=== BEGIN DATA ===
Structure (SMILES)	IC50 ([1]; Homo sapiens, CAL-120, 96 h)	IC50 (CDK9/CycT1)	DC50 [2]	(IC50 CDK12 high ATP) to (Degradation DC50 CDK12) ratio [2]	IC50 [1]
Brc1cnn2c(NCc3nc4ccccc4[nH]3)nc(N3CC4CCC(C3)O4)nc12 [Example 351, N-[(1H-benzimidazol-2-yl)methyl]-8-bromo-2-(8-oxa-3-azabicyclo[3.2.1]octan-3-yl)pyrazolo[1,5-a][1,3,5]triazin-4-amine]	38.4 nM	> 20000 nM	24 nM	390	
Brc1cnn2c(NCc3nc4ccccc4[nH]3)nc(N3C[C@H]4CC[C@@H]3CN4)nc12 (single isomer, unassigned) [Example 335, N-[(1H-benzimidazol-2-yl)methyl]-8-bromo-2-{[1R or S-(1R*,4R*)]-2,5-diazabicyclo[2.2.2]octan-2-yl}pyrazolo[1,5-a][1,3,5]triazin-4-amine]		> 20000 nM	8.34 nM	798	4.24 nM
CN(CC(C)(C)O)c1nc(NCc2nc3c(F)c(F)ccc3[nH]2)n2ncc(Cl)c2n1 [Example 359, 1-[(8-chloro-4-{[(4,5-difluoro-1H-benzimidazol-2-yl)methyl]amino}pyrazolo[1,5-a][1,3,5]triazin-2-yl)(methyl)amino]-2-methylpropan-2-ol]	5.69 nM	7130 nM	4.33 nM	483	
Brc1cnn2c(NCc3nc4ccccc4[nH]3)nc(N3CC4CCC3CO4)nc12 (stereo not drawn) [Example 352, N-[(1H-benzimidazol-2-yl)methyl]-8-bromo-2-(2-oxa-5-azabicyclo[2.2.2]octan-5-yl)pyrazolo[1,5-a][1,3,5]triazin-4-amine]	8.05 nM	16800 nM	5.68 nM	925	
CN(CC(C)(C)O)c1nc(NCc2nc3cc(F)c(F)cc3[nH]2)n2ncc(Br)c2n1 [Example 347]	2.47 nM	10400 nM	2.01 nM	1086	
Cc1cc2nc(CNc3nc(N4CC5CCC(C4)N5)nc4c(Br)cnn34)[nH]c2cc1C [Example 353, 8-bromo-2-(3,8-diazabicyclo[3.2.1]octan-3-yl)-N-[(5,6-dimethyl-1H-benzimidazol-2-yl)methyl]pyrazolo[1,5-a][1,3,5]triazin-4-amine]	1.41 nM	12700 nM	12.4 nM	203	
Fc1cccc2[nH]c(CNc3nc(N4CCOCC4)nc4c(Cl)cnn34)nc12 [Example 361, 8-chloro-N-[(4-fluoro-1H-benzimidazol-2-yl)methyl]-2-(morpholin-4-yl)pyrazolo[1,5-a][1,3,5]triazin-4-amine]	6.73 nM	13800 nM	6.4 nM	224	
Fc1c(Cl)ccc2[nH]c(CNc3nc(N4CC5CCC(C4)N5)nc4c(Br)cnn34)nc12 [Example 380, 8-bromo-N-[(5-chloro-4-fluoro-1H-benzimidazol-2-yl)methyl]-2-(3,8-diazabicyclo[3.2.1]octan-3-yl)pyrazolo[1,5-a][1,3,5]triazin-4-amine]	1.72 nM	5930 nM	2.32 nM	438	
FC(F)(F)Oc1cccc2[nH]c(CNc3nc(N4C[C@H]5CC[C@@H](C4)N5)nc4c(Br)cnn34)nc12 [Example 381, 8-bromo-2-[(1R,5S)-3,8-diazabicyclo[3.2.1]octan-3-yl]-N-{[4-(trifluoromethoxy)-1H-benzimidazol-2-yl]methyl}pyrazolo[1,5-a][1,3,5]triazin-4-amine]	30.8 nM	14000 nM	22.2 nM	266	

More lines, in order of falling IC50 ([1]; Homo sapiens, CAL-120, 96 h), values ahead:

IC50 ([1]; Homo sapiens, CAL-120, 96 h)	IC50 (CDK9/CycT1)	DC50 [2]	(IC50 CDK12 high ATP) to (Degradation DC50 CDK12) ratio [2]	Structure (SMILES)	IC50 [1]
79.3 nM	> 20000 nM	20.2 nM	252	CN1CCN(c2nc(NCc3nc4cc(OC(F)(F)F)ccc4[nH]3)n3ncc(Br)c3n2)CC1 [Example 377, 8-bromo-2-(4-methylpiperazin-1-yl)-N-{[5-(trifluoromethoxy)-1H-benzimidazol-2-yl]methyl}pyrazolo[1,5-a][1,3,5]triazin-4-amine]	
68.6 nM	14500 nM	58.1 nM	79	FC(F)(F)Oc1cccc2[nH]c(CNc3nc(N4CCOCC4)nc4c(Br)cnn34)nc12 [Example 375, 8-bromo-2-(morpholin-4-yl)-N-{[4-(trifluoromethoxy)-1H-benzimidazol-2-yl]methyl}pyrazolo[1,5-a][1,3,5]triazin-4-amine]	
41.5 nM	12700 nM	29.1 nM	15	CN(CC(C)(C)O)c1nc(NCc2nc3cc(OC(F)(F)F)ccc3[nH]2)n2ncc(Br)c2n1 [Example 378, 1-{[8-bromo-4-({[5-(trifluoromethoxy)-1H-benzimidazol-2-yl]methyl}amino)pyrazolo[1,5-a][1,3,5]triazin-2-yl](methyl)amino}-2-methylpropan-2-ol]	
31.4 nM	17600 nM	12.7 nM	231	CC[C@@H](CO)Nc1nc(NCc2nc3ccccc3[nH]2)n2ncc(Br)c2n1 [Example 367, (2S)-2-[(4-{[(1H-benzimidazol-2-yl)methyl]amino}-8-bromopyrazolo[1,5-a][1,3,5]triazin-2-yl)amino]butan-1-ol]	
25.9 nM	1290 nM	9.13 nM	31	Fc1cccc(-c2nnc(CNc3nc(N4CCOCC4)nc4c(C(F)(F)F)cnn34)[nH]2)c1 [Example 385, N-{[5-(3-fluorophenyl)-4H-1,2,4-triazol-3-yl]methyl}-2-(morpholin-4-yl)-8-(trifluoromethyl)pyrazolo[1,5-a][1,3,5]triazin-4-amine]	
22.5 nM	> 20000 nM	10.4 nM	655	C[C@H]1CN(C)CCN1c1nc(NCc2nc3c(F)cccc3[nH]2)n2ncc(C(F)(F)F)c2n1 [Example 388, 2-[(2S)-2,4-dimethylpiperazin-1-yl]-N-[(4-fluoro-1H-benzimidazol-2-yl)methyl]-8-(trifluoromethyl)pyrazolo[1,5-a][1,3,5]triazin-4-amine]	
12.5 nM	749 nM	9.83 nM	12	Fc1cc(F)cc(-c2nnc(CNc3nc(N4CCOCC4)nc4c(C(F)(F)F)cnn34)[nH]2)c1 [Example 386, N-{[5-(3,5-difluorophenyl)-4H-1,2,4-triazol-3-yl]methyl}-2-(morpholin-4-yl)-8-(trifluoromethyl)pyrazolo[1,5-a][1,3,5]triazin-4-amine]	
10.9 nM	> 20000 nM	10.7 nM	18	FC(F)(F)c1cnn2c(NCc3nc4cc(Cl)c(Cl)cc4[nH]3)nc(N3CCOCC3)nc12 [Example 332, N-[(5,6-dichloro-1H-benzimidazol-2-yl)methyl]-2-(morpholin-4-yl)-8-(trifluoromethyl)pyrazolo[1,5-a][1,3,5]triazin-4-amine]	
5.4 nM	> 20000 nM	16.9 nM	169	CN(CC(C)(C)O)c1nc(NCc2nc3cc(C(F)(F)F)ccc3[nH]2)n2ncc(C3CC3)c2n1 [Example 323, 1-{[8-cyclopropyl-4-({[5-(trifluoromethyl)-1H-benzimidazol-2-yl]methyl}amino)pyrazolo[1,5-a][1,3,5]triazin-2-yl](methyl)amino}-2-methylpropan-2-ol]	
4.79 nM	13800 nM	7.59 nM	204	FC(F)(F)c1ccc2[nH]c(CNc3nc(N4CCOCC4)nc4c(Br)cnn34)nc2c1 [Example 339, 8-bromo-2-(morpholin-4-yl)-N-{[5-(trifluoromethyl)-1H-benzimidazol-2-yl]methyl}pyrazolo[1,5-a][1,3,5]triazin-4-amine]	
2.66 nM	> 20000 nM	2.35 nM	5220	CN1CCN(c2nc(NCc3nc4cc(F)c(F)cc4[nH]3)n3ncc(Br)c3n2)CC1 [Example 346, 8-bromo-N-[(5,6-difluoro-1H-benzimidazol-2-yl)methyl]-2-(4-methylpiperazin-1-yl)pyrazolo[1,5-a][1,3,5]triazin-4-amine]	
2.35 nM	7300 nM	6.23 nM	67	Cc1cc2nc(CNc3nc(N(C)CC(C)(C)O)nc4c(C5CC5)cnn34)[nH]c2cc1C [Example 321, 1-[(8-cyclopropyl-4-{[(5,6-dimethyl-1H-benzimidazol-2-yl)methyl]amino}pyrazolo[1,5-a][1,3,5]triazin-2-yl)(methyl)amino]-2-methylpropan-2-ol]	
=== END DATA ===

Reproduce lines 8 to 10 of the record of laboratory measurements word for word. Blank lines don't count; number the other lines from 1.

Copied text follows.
Fc1cccc2[nH]c(CNc3nc(N4CCOCC4)nc4c(Cl)cnn34)nc12 [Example 361, 8-chloro-N-[(4-fluoro-1H-benzimidazol-2-yl)methyl]-2-(morpholin-4-yl)pyrazolo[1,5-a][1,3,5]triazin-4-amine]	6.73 nM	13800 nM	6.4 nM	224	
Fc1c(Cl)ccc2[nH]c(CNc3nc(N4CC5CCC(C4)N5)nc4c(Br)cnn34)nc12 [Example 380, 8-bromo-N-[(5-chloro-4-fluoro-1H-benzimidazol-2-yl)methyl]-2-(3,8-diazabicyclo[3.2.1]octan-3-yl)pyrazolo[1,5-a][1,3,5]triazin-4-amine]	1.72 nM	5930 nM	2.32 nM	438	
FC(F)(F)Oc1cccc2[nH]c(CNc3nc(N4C[C@H]5CC[C@@H](C4)N5)nc4c(Br)cnn34)nc12 [Example 381, 8-bromo-2-[(1R,5S)-3,8-diazabicyclo[3.2.1]octan-3-yl]-N-{[4-(trifluoromethoxy)-1H-benzimidazol-2-yl]methyl}pyrazolo[1,5-a][1,3,5]triazin-4-amine]	30.8 nM	14000 nM	22.2 nM	266	